Wednesday 19 September 2018

Tony Ward: Replacements step up to the mark to give Schmidt selection dilemmas for Scotland ‘semi-final’

'The Welsh decision to commit precious few to the breakdown saw Joe Schmidt (p) employ the inside route via consistent reverse passing (allied to the occasional Conor Murray kick special) as the prime ground-breaking gambit.' Photo: Sportsfile
'The Welsh decision to commit precious few to the breakdown saw Joe Schmidt (p) employ the inside route via consistent reverse passing (allied to the occasional Conor Murray kick special) as the prime ground-breaking gambit.' Photo: Sportsfile
Tony Ward

Tony Ward

There have been many great Ireland-Wales encounters down through the years. I've played in one or two myself and attended almost every other but few if any compare to what we witnessed on Saturday in Lansdowne Road.

Indeed, this was like the Lansdowne of old with not even the slightest hint of a Mexican wave and hardly anyone leaving their seats before the final whistle.

Even new-age fans were riveted to the spot and totally in tune with matters on the field. In technical terms, what we witnessed was a Welsh side with the emphasis as expected very much on individual and collective line speed, a la Shaun Edwards. The Welsh decision to commit precious few to the breakdown saw Joe Schmidt employ the inside route via consistent reverse passing (allied to the occasional Conor Murray kick special) as the prime ground-breaking gambit. It worked but almost at a price.

Attacking close to the set-piece and tackle area saw the wide Irish players sucked in and squeezed much too tight for comfort, particularly on the turnover. There were remnants of the less reassuring moments from the Italy game and again in the final quarter. Credit Rob Howley and Wales for battling back in the manner they did but rest assured Andy Farrell (whose positive impact has been immense) will be looking for a better balance against the equally adventurous Scottish equivalent under Greg Townsend and Finn Russell. Even at this distance the thought of the game against the Scots whets the appetite.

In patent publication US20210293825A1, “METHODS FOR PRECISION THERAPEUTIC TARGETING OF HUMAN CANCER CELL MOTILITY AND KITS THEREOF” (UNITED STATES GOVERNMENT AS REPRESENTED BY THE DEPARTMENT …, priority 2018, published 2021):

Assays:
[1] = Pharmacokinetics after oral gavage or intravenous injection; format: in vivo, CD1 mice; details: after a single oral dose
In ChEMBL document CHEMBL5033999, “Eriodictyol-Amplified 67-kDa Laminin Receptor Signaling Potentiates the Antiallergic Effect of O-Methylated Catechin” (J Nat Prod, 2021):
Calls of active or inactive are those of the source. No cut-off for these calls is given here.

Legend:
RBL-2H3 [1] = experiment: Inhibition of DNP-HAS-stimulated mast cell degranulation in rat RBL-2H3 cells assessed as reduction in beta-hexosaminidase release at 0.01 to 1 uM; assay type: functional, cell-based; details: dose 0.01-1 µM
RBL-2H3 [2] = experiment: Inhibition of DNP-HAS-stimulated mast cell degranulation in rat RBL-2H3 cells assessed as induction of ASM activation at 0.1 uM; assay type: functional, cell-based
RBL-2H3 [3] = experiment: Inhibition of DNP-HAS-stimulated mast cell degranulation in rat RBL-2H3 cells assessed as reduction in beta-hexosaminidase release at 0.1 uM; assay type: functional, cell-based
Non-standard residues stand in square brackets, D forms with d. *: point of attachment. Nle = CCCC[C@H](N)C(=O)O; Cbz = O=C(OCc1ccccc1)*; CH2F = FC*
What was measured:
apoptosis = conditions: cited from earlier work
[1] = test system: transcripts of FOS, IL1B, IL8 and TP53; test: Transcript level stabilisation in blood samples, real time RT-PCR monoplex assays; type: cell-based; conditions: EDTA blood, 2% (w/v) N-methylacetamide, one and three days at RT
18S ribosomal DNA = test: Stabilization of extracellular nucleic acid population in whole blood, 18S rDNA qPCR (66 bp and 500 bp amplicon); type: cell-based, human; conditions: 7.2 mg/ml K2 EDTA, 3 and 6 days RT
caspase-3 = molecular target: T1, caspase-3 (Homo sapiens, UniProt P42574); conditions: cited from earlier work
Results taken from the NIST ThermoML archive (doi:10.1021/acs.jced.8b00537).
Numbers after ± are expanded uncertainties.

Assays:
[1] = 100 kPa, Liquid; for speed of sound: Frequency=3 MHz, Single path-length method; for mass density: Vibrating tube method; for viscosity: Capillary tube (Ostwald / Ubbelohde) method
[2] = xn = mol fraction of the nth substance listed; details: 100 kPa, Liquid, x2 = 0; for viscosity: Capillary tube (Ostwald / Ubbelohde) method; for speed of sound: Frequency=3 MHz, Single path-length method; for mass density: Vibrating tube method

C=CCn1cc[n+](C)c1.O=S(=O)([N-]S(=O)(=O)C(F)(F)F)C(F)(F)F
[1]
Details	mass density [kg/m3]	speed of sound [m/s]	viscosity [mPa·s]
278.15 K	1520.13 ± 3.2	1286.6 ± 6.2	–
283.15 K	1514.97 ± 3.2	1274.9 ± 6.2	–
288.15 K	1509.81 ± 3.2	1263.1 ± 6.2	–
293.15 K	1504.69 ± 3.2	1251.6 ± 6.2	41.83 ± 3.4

Thus far, it has been a fantastic championship and given the reaction I am having from folk in the southern hemisphere, it is resonating worldwide. We are not the finished article but we know that and for me it is the biggest plus going into the Lansdowne semi against the Scots and hopefully the Paddy's Day Twickenham Finale to follow.

For whatever reason - and only the ace kicker himself knows the answer - Johnny Sexton was out of kilter off the tee. But the truly great players put goal-kicking issues to one side and motor on regardless. In that, like so many others around him on Saturday, our out-half was imperious.

Given the quality of the opposition, this was by some way our best performance to date. As somebody suggested to me ahead of kick-off, "We've got the easy two out of the way". How times have changed, but would you bet against Les Bleus putting one over on the chariot in a fortnight's time?